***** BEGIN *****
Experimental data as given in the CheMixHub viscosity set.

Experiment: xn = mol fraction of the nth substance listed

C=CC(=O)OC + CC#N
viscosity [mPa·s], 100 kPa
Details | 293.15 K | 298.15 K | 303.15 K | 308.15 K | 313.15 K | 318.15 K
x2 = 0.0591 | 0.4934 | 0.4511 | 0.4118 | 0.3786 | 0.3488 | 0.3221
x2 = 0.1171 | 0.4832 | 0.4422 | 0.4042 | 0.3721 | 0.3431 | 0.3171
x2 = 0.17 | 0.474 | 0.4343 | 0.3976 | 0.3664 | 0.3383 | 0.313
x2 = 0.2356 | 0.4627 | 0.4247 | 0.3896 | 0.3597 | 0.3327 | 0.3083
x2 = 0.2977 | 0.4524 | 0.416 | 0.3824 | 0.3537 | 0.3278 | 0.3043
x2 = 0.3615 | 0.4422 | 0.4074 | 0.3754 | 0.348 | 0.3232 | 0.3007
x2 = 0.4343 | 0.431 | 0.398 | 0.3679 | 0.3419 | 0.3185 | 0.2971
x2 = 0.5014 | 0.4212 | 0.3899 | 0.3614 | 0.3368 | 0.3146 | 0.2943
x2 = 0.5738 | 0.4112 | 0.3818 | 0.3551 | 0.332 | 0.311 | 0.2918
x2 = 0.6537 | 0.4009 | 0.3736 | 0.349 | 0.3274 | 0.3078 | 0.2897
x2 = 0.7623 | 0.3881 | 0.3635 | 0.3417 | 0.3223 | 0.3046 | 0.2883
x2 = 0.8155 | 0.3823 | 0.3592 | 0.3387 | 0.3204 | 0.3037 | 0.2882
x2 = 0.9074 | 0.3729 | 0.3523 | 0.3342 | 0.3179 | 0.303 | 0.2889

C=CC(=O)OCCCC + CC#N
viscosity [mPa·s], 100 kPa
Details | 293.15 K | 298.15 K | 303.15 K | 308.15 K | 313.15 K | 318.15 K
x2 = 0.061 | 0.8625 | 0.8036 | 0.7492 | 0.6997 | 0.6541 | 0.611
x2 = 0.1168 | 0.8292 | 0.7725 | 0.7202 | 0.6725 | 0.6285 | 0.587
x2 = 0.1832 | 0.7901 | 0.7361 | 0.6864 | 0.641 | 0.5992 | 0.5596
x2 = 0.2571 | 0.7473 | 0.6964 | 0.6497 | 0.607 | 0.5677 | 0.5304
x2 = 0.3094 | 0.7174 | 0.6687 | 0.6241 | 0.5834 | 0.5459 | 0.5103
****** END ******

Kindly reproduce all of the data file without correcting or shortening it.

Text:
Experimental data as given in the CheMixHub viscosity set.

Experiment: xn = mol fraction of the nth substance listed

C=CC(=O)OC + CC#N
viscosity [mPa·s], 100 kPa
Details | 293.15 K | 298.15 K | 303.15 K | 308.15 K | 313.15 K | 318.15 K
x2 = 0.0591 | 0.4934 | 0.4511 | 0.4118 | 0.3786 | 0.3488 | 0.3221
x2 = 0.1171 | 0.4832 | 0.4422 | 0.4042 | 0.3721 | 0.3431 | 0.3171
x2 = 0.17 | 0.474 | 0.4343 | 0.3976 | 0.3664 | 0.3383 | 0.313
x2 = 0.2356 | 0.4627 | 0.4247 | 0.3896 | 0.3597 | 0.3327 | 0.3083
x2 = 0.2977 | 0.4524 | 0.416 | 0.3824 | 0.3537 | 0.3278 | 0.3043
x2 = 0.3615 | 0.4422 | 0.4074 | 0.3754 | 0.348 | 0.3232 | 0.3007
x2 = 0.4343 | 0.431 | 0.398 | 0.3679 | 0.3419 | 0.3185 | 0.2971
x2 = 0.5014 | 0.4212 | 0.3899 | 0.3614 | 0.3368 | 0.3146 | 0.2943
x2 = 0.5738 | 0.4112 | 0.3818 | 0.3551 | 0.332 | 0.311 | 0.2918
x2 = 0.6537 | 0.4009 | 0.3736 | 0.349 | 0.3274 | 0.3078 | 0.2897
x2 = 0.7623 | 0.3881 | 0.3635 | 0.3417 | 0.3223 | 0.3046 | 0.2883
x2 = 0.8155 | 0.3823 | 0.3592 | 0.3387 | 0.3204 | 0.3037 | 0.2882
x2 = 0.9074 | 0.3729 | 0.3523 | 0.3342 | 0.3179 | 0.303 | 0.2889

C=CC(=O)OCCCC + CC#N
viscosity [mPa·s], 100 kPa
Details | 293.15 K | 298.15 K | 303.15 K | 308.15 K | 313.15 K | 318.15 K
x2 = 0.061 | 0.8625 | 0.8036 | 0.7492 | 0.6997 | 0.6541 | 0.611
x2 = 0.1168 | 0.8292 | 0.7725 | 0.7202 | 0.6725 | 0.6285 | 0.587
x2 = 0.1832 | 0.7901 | 0.7361 | 0.6864 | 0.641 | 0.5992 | 0.5596
x2 = 0.2571 | 0.7473 | 0.6964 | 0.6497 | 0.607 | 0.5677 | 0.5304
x2 = 0.3094 | 0.7174 | 0.6687 | 0.6241 | 0.5834 | 0.5459 | 0.5103